Ashkin, Arthur Retired, Bell Laboratories, Lucent Technologies, Holmdel, New Jersey. Nobelist.
- Particle guidance and trapping
- Atom traps
- Overcoming the Doppler limit
- Biological applications
- Bose-Einstein condensation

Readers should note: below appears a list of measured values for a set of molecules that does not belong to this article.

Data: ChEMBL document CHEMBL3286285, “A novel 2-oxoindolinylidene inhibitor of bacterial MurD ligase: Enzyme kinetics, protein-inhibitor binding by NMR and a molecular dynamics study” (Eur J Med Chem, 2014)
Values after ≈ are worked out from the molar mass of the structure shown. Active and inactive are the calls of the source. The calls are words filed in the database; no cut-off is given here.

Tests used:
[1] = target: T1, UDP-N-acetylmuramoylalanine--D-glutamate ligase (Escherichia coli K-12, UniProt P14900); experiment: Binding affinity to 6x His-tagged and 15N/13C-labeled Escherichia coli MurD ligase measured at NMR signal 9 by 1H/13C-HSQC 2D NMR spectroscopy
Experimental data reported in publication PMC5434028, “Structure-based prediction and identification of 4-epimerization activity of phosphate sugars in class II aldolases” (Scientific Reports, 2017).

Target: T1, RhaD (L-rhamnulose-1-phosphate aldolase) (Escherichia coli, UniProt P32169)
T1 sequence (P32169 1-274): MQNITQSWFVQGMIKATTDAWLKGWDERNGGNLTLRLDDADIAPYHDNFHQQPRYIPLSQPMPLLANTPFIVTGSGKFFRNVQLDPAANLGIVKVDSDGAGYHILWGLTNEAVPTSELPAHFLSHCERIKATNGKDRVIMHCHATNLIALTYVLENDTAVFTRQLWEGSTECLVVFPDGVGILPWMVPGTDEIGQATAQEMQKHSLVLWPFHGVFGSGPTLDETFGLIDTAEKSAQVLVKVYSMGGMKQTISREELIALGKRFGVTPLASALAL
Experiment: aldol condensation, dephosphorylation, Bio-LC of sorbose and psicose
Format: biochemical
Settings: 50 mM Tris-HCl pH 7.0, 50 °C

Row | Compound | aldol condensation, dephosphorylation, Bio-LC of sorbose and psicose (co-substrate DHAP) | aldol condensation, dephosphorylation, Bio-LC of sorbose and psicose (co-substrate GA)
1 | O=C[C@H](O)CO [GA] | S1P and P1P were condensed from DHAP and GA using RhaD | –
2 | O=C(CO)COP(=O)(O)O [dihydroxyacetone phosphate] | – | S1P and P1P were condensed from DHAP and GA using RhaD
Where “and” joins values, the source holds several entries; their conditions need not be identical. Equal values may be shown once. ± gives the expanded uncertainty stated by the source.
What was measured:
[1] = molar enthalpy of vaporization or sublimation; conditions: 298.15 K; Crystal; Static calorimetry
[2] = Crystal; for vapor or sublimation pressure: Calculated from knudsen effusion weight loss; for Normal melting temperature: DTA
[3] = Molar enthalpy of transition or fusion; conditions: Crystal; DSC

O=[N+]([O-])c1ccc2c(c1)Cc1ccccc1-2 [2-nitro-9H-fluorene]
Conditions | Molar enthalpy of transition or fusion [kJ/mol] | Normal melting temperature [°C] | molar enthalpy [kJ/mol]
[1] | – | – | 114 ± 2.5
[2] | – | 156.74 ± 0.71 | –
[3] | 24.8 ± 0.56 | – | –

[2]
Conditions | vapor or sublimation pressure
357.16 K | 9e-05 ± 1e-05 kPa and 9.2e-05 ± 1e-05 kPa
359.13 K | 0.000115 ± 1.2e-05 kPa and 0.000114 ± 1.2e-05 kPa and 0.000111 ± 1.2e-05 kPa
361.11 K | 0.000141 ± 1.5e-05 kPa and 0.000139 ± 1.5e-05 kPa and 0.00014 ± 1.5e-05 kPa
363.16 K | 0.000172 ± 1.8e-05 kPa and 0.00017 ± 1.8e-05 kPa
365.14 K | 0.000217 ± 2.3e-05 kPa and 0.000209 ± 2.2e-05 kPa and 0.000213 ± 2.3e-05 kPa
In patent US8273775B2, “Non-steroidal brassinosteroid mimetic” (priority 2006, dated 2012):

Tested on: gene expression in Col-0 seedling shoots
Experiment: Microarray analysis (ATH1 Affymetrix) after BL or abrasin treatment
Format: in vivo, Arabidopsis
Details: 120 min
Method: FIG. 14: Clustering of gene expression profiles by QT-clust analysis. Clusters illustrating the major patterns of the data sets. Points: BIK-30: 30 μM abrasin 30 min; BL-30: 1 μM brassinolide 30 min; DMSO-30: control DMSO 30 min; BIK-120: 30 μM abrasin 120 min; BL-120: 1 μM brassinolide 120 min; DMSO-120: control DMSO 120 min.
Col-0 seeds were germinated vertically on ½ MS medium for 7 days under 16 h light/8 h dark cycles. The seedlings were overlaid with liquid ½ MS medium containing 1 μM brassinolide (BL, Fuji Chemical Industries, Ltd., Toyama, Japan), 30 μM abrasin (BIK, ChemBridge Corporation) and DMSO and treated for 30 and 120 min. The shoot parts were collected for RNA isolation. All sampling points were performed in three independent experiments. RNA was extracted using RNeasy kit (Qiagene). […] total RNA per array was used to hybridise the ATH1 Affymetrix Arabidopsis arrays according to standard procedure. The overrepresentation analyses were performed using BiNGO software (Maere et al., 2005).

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The force on an object exposed to electromagnetic radiation. It has been known since the days of J. C. Maxwell in the nineteenth century that electromagnetic radiation (which includes visible light) carries both energy and momentum. If radiation impinges on a material body and becomes absorbed, the energy gives rise to heat and is readily detectable. When radiation interacts with an object and is absorbed or scattered, there is also a change in the momentum of the light. By conservation of momentum, this gives rise to a force on the object. This is called radiation pressure. The magnitude of this momentum for visible light is quite small and is difficult to detect. Only near or inside stars, where the intensity is enormous, do light forces have large effects. See also: Electromagnetic radiation; Light; Maxwell's equations; Poynting's vector
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